The following is from the book, History of Middle Tennessee Baptists: With Special Reference to Salem, New Salem, Enon and Wiseman Associations by John Harvey Grime (1902). (Published by Baptist and Reflector, 1902)
ELDER JESSE STEWART
This father in Israel is a grandfather of Elder J. M. Stewart, of Boma, Tenn. But little can be gathered concerning him. The first authentic information we have concerning him, he was a member of Roaring River Church, in Overton County, Tennessee. This is one of the oldest churches in Middle Tennessee and was in the constitution of Stockton's Valley Association in 1805. Elder Stewart was probably ordained by this church. At least he was an ordained minister in this Association when the mission controversy arose. He took the side of missions, and the majority of his church took the other side. The war waged, and finally the church excluded him for his mission views. His exclusion was publicly announced in the Association, A. D. 1843.
The controversy in this (Stockton's Valley) Association on the mission question assumed a serious aspect as early as 1836, and this meeting in 1843 was the culmination of the long-strained condition of the body. And those parts of the churches which had been dropped from the Association, including those who had been excluded for their principles, with other sympathizers, met at Beech Grove, Monroe County, Kentucky, on the first Saturday in November 1843, and constituted Freedom Association. This Association had six churches, aggregating 216 members. (See History of Kentucky Baptists, by J. H. Spencer, Vol. 2, p. 217).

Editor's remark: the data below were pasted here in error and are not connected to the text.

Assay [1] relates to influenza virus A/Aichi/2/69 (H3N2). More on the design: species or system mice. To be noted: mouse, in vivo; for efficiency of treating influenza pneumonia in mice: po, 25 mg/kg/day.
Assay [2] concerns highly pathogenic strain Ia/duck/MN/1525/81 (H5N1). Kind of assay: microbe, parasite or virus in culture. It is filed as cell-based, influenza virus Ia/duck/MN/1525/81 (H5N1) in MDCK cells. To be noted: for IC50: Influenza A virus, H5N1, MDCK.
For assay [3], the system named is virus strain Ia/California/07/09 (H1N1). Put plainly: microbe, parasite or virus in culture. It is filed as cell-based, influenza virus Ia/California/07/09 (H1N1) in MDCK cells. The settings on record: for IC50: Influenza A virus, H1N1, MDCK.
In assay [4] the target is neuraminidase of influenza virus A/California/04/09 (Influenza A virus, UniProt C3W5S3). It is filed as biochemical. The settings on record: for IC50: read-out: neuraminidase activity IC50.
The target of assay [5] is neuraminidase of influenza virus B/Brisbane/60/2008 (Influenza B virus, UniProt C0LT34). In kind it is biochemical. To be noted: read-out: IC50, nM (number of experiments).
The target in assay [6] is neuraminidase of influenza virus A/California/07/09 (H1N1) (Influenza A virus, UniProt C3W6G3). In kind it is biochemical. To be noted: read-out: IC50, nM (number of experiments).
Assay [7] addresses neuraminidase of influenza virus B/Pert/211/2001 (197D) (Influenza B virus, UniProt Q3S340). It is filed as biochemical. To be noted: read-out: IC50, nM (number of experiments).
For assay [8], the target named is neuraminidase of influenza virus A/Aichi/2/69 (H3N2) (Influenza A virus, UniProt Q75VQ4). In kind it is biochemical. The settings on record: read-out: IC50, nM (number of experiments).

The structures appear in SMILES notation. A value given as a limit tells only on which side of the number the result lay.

Elder Stewart most probably remained a member of Freedom Association until some time in the fifties. Then he became identified with the great mission movement of Salem Association which swept over the mountain counties, taking Putnam County as a center. Later, he became identified with Johnson Association.
When this author (Rev. J.M. Stewart) was a small child, Elder Stewart was wont to visit his father's home, in the southern part of Putnam County, Tenn. This was in the fifties (1850's) and I remember him as a feeble old man and very badly palsied. He is perhaps the first minister I remember to have seen, though I have no recollection of hearing him preach. It seems that I can now feel his trembling hand on my head and hear his faltering voice as he pronounces his blessings upon a whitehaired haired boy. It is said he was a good, old-fashioned preacher. I am told that he moved to the State of Kentucky and went from there to glory. This occurred about the time of the Civil War. Where he sleeps is unknown to this author, but God will keep watch over his dust and bring it forth in that DAY.